But even though methods of recycling these products and many others have been established for decades, thousands of pounds of recyclable materials continue to be deposited in landfills throughout the Upper Ohio Valley.
But the topic of recycling is a popular one in Wheeling as many residents wish to improve the opportunities for local residents. Currently, the city of Wheeling partners with the Ohio County Solid Waste Authority to offer drop-off locations for cardboard, paper, metals, and plastics. The locations are St. Michael’s Church, the Bethlehem Ballfield, Oglebay Park near Site One, and in Clearview at the volunteer fire department.
Ohio County officials work with the city on two collections of used electronics per year.
“I think one of the things most people in Wheeling believe is that our recyclables just go to the dump, and that’s not true,” said Wheeling resident James Guy. “I know for a fact that it goes to recycling, and that the city makes an effort to do what they can.
“I’ll be honest; I thought the same thing for a while. I thought I was wasting my time with my bin. But then I actually asked the question to members of the council, and they did the work and found out the truth,” he said. “Granted, it’s not as much recycling as I would like, but I get the impression that they are doing what they can do.”
Scott Ludolph, owner and operator of Scrappy Pappy’s Recycling Center in East Wheeling, wants to do more. His presentation collected the most votes during ReInvent Wheeling’s “Show of Hands” event last week. Ludolph competed against three other presenters representing the Junior League of Wheeling, the Wheeling Brewing Company, and the Multicultural Festival.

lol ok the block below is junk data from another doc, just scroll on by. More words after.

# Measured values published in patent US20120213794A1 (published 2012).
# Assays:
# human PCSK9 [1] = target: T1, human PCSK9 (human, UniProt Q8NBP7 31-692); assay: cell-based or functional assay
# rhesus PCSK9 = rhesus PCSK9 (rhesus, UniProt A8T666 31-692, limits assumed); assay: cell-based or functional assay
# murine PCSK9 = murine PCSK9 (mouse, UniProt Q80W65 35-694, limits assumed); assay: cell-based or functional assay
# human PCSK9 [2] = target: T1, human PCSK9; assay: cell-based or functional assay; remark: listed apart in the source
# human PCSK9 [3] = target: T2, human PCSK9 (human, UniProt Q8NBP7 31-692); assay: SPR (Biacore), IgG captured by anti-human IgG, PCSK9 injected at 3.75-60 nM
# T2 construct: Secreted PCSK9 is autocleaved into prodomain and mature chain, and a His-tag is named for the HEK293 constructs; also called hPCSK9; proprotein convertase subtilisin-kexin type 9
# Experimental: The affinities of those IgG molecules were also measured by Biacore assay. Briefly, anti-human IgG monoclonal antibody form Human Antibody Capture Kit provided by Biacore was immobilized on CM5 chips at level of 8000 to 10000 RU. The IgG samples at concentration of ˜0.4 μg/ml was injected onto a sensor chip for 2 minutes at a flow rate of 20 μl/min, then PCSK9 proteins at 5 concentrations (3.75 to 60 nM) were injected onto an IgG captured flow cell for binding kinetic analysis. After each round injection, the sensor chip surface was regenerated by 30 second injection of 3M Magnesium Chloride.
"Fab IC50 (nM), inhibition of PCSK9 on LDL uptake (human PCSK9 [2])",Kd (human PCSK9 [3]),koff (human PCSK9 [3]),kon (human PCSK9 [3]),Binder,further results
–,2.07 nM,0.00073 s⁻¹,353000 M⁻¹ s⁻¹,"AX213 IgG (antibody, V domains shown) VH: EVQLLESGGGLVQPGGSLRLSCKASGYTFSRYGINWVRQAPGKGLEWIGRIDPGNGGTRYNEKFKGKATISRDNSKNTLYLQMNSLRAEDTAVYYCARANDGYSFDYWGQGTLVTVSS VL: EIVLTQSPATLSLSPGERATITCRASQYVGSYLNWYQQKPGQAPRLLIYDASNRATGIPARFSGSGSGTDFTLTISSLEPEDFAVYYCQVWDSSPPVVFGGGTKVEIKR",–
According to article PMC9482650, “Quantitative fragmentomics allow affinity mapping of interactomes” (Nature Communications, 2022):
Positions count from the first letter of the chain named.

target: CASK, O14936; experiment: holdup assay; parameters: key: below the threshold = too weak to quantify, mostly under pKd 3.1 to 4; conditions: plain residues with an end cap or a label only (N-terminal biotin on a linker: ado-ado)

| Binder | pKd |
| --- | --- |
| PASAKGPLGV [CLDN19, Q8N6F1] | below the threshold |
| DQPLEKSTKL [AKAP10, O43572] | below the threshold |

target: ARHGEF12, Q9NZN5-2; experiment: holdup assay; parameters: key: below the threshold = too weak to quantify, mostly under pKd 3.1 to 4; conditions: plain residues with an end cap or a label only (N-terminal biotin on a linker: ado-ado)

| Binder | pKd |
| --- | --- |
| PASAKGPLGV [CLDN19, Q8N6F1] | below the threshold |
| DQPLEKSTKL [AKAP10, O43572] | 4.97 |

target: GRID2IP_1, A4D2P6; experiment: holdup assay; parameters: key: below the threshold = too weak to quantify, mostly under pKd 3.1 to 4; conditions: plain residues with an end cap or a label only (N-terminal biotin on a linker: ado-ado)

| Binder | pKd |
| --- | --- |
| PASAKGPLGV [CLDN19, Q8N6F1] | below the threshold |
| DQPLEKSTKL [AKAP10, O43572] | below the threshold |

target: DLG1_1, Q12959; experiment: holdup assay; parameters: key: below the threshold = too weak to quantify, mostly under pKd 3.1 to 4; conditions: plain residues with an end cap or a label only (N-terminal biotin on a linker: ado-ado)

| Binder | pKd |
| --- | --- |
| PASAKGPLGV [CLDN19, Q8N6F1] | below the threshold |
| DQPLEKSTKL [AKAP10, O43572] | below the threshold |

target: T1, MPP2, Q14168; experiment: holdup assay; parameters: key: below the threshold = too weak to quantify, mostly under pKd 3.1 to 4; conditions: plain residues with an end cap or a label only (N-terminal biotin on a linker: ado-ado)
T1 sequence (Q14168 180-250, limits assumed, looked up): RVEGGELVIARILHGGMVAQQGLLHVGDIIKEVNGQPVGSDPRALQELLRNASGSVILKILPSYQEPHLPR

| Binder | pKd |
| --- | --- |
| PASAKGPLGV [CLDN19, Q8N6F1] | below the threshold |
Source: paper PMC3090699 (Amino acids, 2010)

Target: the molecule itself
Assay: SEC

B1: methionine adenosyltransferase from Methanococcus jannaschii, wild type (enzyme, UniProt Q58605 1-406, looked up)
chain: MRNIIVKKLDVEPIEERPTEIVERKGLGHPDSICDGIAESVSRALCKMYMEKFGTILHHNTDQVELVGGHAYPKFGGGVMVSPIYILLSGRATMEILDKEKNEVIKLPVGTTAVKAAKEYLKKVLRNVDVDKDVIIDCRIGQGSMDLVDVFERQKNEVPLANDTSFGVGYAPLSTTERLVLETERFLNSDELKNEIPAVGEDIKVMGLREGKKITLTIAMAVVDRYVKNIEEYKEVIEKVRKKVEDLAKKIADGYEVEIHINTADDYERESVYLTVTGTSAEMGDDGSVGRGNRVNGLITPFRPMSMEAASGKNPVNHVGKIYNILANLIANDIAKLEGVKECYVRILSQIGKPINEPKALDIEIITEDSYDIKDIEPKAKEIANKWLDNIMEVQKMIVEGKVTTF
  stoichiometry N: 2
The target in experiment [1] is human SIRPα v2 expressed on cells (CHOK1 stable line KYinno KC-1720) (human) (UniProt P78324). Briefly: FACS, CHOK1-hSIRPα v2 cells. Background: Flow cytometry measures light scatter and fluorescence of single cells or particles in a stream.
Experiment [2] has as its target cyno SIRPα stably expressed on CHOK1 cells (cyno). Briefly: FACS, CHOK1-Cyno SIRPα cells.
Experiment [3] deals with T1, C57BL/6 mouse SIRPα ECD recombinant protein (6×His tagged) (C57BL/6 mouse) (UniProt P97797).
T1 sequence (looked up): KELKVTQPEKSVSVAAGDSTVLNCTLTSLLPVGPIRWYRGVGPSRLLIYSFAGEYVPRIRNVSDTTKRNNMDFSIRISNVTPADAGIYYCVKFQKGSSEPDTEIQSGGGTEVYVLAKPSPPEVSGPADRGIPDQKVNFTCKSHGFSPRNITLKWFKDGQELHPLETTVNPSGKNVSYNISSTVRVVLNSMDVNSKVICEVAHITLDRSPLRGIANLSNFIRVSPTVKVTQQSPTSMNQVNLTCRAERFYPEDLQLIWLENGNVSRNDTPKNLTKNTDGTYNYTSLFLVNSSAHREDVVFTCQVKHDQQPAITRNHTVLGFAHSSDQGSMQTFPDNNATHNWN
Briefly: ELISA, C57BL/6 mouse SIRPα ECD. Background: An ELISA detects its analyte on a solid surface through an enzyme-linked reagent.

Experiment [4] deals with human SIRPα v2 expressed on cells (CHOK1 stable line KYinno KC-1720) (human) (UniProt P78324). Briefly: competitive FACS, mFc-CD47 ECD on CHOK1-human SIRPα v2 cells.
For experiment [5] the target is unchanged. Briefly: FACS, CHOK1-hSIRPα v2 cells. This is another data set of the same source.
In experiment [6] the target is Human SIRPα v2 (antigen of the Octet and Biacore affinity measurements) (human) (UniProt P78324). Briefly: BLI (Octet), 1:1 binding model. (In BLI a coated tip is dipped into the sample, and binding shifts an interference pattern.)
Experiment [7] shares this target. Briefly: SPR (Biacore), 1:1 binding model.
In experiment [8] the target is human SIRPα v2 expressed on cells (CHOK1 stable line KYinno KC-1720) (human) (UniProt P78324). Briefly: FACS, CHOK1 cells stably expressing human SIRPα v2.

More than 200 residents attended the event at the Capitol Ballroom despite frigid temperatures and snowy conditions.
“I think this should send a clear message to our community,” Ludolph said. “The people who really care about the future of this city are the people who attend these events, and the majority of those people obviously want more opportunities to recycle in Wheeling.
“The main message we wanted to send to the audience members was that recycling is an easy thing to do, and almost everything can be recycled,” he continued. “No matter what happened, it was a win-win situation for us because it gave us the chance to educate the people in attendance. You could tell by the looks on many faces that a lot of people were learning what really is possible.”
Scrappy Pappy’s has been a family owned and operated company for more than 28 years. The company is not affiliated with any landfill and is currently offering services to residents and businesses in several communities. Ludolph, for example, is now working with Avenue Eats on Washington Avenue, and the Catholic Charities Neighborhood Center on 18th Street. The “Go Green Program,” he explained, utilizes a single-stream, no-separation method to recycle as much material as possible.
But has Wheeling Councilman Don Atkinson heard concerns about recycling from his Ward 5 constituents?
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“No, I’ve heard nothing from anybody about recycling,” he said. “That’s not saying anything bad about anybody or about recycling. I just think it’s because the city has recycling, still. It’s mandated by the state, so we recycle, and it doesn’t cost anyone much the way it is today.